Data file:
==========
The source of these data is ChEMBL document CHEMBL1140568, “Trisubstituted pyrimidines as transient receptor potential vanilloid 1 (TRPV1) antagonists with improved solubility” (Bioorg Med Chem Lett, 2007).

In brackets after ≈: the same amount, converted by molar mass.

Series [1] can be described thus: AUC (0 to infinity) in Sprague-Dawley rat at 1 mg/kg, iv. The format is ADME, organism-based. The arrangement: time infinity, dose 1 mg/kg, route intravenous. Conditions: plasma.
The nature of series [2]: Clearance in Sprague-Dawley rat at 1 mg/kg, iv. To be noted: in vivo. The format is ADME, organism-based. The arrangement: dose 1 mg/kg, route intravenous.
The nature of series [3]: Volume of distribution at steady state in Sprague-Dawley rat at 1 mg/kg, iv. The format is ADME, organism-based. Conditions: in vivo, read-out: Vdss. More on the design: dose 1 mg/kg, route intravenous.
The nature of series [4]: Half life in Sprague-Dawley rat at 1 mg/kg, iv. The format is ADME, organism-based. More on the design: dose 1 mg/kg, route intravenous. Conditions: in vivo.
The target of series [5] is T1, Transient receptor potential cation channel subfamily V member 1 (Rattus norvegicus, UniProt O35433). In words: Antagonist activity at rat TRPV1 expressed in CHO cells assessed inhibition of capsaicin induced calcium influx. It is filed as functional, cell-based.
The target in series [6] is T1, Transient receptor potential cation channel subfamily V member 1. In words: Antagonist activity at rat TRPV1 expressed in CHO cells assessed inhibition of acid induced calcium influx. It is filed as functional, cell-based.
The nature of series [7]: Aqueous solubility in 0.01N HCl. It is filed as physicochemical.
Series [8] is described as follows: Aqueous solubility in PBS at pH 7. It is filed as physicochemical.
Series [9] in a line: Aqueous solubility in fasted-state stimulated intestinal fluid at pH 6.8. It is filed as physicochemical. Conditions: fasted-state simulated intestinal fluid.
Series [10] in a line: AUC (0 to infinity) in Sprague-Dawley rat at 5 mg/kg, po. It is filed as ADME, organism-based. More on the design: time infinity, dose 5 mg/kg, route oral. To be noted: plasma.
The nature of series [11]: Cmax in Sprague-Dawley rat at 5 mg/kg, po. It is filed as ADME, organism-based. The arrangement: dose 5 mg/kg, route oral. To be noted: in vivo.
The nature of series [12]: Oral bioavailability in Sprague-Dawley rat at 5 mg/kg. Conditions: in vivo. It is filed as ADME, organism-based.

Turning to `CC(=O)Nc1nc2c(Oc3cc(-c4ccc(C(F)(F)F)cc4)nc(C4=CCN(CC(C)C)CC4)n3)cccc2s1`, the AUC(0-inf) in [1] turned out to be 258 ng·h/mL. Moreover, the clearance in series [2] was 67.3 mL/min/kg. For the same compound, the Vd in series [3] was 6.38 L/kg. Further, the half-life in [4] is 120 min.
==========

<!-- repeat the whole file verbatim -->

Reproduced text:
The source of these data is ChEMBL document CHEMBL1140568, “Trisubstituted pyrimidines as transient receptor potential vanilloid 1 (TRPV1) antagonists with improved solubility” (Bioorg Med Chem Lett, 2007).

In brackets after ≈: the same amount, converted by molar mass.

Series [1] can be described thus: AUC (0 to infinity) in Sprague-Dawley rat at 1 mg/kg, iv. The format is ADME, organism-based. The arrangement: time infinity, dose 1 mg/kg, route intravenous. Conditions: plasma.
The nature of series [2]: Clearance in Sprague-Dawley rat at 1 mg/kg, iv. To be noted: in vivo. The format is ADME, organism-based. The arrangement: dose 1 mg/kg, route intravenous.
The nature of series [3]: Volume of distribution at steady state in Sprague-Dawley rat at 1 mg/kg, iv. The format is ADME, organism-based. Conditions: in vivo, read-out: Vdss. More on the design: dose 1 mg/kg, route intravenous.
The nature of series [4]: Half life in Sprague-Dawley rat at 1 mg/kg, iv. The format is ADME, organism-based. More on the design: dose 1 mg/kg, route intravenous. Conditions: in vivo.
The target of series [5] is T1, Transient receptor potential cation channel subfamily V member 1 (Rattus norvegicus, UniProt O35433). In words: Antagonist activity at rat TRPV1 expressed in CHO cells assessed inhibition of capsaicin induced calcium influx. It is filed as functional, cell-based.
The target in series [6] is T1, Transient receptor potential cation channel subfamily V member 1. In words: Antagonist activity at rat TRPV1 expressed in CHO cells assessed inhibition of acid induced calcium influx. It is filed as functional, cell-based.
The nature of series [7]: Aqueous solubility in 0.01N HCl. It is filed as physicochemical.
Series [8] is described as follows: Aqueous solubility in PBS at pH 7. It is filed as physicochemical.
Series [9] in a line: Aqueous solubility in fasted-state stimulated intestinal fluid at pH 6.8. It is filed as physicochemical. Conditions: fasted-state simulated intestinal fluid.
Series [10] in a line: AUC (0 to infinity) in Sprague-Dawley rat at 5 mg/kg, po. It is filed as ADME, organism-based. More on the design: time infinity, dose 5 mg/kg, route oral. To be noted: plasma.
The nature of series [11]: Cmax in Sprague-Dawley rat at 5 mg/kg, po. It is filed as ADME, organism-based. The arrangement: dose 5 mg/kg, route oral. To be noted: in vivo.
The nature of series [12]: Oral bioavailability in Sprague-Dawley rat at 5 mg/kg. Conditions: in vivo. It is filed as ADME, organism-based.

Turning to `CC(=O)Nc1nc2c(Oc3cc(-c4ccc(C(F)(F)F)cc4)nc(C4=CCN(CC(C)C)CC4)n3)cccc2s1`, the AUC(0-inf) in [1] turned out to be 258 ng·h/mL. Moreover, the clearance in series [2] was 67.3 mL/min/kg. For the same compound, the Vd in series [3] was 6.38 L/kg. Further, the half-life in [4] is 120 min.